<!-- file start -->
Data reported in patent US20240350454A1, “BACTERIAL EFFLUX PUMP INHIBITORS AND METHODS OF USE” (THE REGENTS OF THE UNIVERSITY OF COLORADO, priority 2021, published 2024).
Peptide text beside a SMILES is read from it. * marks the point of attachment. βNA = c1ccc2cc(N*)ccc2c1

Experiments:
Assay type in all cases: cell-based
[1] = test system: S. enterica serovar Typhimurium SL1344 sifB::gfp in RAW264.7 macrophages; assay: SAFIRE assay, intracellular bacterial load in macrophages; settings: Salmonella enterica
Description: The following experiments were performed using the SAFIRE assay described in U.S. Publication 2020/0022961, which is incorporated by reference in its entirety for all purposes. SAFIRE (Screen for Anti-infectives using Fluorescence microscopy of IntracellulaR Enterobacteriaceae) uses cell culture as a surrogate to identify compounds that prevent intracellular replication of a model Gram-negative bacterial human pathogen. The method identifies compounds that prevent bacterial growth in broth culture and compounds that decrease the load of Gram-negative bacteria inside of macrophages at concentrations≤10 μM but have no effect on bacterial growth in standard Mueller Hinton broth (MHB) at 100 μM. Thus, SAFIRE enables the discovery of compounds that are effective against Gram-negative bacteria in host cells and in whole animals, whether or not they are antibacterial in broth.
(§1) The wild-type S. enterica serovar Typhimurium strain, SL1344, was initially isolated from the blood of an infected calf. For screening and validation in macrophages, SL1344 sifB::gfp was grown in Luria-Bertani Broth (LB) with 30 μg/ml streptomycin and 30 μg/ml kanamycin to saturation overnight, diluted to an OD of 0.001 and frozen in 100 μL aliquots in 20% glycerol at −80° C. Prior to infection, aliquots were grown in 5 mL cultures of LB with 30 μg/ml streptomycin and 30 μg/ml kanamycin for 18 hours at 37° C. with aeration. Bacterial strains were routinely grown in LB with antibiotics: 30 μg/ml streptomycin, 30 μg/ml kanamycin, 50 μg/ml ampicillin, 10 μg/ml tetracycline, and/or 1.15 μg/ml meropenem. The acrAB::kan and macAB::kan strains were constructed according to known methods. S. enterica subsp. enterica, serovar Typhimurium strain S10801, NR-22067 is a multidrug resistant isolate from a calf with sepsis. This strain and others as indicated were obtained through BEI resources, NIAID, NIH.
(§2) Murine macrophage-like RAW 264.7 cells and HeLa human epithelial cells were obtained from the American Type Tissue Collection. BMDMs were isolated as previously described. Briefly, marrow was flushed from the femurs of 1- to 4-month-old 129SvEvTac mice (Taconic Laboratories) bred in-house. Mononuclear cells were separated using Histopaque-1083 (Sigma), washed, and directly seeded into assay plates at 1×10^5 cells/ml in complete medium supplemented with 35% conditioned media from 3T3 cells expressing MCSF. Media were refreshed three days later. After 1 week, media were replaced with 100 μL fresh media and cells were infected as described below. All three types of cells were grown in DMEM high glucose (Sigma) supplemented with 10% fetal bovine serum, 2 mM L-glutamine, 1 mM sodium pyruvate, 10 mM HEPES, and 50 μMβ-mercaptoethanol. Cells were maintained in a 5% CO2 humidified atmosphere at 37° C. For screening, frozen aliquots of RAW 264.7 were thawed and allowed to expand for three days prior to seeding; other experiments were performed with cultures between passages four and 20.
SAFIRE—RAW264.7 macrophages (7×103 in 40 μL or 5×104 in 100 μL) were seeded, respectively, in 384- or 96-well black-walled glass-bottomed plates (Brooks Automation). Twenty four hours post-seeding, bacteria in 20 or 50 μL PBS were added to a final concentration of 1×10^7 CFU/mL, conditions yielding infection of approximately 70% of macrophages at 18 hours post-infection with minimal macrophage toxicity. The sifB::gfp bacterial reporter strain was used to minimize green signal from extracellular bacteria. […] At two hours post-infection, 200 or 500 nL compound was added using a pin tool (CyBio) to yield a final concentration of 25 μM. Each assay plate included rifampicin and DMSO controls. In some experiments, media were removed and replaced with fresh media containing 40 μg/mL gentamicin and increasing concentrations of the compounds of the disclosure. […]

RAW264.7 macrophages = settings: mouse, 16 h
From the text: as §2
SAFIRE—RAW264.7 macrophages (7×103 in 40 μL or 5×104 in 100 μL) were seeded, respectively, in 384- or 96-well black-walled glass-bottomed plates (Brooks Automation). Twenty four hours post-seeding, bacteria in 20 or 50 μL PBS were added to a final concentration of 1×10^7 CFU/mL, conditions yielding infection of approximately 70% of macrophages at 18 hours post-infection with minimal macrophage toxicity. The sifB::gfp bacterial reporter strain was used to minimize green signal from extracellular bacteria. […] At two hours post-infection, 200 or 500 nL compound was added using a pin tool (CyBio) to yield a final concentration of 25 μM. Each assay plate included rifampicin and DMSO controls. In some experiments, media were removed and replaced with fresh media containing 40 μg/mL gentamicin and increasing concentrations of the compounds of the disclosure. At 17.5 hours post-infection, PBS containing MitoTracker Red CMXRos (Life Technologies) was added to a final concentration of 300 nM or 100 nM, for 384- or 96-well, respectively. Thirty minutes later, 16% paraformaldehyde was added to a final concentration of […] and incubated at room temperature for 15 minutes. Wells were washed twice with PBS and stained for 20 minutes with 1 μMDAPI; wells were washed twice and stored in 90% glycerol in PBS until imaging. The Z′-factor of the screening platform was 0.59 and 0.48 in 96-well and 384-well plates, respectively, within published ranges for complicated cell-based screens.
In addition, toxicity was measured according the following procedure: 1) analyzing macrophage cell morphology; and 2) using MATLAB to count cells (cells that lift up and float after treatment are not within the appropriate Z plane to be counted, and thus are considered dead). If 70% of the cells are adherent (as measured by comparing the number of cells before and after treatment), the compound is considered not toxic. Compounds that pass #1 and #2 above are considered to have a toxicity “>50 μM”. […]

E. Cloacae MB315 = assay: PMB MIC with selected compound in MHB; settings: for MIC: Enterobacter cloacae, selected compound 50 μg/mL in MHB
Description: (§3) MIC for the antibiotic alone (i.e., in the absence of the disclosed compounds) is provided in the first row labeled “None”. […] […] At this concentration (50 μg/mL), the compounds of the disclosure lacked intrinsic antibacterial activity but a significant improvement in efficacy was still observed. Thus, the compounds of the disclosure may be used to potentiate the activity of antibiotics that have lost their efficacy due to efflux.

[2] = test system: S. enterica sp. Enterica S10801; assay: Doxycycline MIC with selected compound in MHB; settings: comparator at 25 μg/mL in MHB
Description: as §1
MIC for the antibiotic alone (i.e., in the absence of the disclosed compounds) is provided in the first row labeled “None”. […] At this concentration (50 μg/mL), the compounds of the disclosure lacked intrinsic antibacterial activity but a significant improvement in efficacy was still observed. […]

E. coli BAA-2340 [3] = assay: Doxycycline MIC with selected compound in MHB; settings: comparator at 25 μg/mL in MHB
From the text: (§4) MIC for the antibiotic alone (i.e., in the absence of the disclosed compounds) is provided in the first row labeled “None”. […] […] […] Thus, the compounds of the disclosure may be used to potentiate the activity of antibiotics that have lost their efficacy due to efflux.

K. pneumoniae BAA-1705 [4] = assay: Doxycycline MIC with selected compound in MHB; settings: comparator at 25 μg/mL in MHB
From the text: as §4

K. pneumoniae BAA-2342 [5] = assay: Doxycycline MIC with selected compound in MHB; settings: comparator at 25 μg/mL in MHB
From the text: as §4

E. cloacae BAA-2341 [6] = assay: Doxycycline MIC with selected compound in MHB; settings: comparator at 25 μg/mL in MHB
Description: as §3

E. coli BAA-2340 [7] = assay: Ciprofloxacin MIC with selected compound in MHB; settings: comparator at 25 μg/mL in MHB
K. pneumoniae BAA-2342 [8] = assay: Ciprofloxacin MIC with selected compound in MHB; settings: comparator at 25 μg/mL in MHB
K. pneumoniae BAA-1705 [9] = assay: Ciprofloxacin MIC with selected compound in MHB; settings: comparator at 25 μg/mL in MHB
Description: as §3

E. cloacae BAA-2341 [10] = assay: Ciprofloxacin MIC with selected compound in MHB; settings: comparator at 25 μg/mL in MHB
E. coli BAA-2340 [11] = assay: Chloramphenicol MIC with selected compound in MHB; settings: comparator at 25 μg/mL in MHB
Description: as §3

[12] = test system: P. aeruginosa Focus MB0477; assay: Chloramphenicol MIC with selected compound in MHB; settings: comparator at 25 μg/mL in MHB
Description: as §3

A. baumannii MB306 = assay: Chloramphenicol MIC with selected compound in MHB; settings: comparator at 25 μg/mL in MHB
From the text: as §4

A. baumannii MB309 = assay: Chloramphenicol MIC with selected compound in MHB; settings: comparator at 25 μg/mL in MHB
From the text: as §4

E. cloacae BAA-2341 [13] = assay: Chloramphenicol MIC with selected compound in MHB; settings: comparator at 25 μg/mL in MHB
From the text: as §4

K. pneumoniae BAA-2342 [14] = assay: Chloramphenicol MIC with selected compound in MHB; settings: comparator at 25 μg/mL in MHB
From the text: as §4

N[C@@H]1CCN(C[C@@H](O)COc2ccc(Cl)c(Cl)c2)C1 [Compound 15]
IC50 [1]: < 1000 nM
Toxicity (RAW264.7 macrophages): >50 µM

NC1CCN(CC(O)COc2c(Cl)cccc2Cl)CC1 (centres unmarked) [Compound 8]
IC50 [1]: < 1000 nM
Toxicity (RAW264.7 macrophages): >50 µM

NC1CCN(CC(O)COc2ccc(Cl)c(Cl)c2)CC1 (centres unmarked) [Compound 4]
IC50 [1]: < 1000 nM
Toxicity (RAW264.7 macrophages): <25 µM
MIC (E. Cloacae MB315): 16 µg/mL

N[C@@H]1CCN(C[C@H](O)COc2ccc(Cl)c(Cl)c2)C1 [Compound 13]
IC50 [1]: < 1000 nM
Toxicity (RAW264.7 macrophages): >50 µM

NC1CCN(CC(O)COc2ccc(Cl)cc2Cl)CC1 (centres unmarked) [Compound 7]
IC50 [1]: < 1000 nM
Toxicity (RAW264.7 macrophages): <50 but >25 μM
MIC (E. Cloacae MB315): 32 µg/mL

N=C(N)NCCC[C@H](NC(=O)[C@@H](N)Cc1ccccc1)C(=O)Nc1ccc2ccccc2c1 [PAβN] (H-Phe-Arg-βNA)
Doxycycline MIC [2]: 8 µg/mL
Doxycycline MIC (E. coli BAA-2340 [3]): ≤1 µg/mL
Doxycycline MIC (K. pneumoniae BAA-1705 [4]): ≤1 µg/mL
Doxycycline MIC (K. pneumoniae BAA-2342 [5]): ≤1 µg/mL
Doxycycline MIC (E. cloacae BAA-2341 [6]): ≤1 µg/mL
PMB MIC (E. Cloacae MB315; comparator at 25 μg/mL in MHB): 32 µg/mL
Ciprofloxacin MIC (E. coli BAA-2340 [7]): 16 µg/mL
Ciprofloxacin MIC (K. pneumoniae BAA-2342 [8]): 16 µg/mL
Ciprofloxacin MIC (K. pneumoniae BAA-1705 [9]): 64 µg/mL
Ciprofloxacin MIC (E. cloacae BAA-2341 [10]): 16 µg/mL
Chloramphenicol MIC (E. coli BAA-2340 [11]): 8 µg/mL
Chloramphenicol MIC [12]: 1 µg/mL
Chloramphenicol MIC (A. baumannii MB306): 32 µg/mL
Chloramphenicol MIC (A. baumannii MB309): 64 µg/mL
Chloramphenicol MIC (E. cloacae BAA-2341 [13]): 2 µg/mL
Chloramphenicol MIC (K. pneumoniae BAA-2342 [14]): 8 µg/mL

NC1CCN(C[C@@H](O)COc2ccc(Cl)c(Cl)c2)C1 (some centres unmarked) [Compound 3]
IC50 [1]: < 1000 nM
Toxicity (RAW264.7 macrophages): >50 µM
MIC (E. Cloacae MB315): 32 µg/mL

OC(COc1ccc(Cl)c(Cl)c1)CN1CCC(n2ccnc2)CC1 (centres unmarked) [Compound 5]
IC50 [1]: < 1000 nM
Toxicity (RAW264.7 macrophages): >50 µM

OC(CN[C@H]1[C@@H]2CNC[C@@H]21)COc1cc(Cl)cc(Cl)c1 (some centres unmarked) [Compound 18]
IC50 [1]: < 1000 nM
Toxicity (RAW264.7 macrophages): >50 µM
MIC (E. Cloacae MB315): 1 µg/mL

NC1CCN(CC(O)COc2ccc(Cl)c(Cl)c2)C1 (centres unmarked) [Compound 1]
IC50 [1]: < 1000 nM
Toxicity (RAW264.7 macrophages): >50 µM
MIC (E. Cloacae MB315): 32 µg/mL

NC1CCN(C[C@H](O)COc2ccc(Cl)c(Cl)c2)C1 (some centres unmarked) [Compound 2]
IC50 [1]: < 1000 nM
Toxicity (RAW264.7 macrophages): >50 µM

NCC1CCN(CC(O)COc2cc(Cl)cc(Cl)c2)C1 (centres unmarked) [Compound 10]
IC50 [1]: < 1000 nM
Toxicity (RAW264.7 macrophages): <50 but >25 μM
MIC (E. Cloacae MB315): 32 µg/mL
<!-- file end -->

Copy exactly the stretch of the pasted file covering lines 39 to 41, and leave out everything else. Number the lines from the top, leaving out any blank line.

From the text: as §4

E. cloacae BAA-2341 [13] = assay: Chloramphenicol MIC with selected compound in MHB; settings: comparator at 25 μg/mL in MHB
From the text: as §4